He emphasised that courier companies were not working against the Post Office.
“There is definitely a place in our society for a reliable post office, and particularly for people that can’t afford courier services,”
While Marshall acknowledged that the Post Office’s traditional postal service had become redundant, this had nothing to do with couriers taking its business.
“The fact that email has climbed in and destroyed the document business is not a courier issue,” he said.
“They never changed anything, they never did anything differently to match the change of space.”
By contrast, other national postal services – like Germany’s – had evolved to provide world-class courier services.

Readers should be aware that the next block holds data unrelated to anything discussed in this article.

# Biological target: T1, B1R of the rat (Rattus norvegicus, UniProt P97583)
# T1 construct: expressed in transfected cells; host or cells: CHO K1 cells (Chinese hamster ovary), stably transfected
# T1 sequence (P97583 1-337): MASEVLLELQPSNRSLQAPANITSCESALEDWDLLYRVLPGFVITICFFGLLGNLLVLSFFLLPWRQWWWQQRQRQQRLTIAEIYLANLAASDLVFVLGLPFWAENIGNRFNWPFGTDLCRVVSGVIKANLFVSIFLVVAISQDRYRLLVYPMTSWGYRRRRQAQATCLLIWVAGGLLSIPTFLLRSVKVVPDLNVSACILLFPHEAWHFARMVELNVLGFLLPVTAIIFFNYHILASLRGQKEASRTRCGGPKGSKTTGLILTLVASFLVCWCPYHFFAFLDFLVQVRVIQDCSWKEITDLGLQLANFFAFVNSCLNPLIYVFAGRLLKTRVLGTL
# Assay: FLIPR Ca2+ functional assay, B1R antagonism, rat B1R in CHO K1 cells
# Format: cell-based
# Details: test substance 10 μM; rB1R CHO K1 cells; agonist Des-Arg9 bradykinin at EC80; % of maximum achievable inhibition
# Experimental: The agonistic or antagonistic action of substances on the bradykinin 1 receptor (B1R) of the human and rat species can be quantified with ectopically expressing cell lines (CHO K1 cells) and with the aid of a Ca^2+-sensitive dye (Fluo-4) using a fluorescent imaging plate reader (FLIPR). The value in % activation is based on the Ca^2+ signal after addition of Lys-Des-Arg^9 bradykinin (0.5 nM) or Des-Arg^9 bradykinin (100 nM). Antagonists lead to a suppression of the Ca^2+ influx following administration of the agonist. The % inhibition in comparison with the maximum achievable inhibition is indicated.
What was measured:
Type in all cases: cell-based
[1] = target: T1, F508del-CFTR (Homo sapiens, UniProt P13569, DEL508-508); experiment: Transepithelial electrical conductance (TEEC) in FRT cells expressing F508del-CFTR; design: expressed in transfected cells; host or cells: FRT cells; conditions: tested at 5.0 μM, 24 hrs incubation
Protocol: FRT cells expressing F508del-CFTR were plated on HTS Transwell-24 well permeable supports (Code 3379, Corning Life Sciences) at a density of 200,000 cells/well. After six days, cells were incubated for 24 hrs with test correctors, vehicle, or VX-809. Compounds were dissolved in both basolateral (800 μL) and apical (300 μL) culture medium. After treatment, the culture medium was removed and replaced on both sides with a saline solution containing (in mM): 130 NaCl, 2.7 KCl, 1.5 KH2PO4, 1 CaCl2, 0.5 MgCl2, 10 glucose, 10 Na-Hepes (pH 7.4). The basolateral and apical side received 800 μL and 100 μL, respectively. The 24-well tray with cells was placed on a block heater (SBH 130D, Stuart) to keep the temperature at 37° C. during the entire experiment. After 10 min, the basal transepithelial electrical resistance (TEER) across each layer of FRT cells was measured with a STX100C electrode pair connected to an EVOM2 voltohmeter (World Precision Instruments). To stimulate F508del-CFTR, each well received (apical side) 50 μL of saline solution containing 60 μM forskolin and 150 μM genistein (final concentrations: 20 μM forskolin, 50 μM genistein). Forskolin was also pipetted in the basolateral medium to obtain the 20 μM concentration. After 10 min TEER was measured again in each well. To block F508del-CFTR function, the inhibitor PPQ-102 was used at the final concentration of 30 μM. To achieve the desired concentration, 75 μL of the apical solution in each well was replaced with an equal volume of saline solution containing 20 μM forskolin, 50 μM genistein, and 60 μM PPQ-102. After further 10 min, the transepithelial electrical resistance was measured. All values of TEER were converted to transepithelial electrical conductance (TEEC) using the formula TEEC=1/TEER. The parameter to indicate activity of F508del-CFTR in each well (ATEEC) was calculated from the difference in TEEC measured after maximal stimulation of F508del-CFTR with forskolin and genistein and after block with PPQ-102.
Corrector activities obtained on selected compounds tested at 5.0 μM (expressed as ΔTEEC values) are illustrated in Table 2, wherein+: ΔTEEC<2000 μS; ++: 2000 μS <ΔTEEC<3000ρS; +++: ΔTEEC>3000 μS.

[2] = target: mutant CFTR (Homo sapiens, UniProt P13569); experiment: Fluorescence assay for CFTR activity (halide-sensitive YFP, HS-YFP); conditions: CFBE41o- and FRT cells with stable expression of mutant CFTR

DHL – one of the biggest players in the world – is owned by the German Post Office.
“They recognised that courier services and mail services are not the same. You need completely different infrastructure,” Marshall said.
“We need a Post Office that works, and we can work hand in hand with them.”
Marshall said no date has yet been set for the case to be heard by the High Court.
The SA Post Office told MyBroadband that the law which reserved parcels below 1kg to it postal services was promulgated for it to make good on its its Universal Service Obligation.
Unlike private couriers, the Post Office is not allowed to charge according to the distance that items are transported, which means that private carriers can deliver items over profitable short-distance routes.
“This compels the Post Office to service the non-profitable routes. A ruling in favour of the Post Office would lead to less skewed competition,” the company said.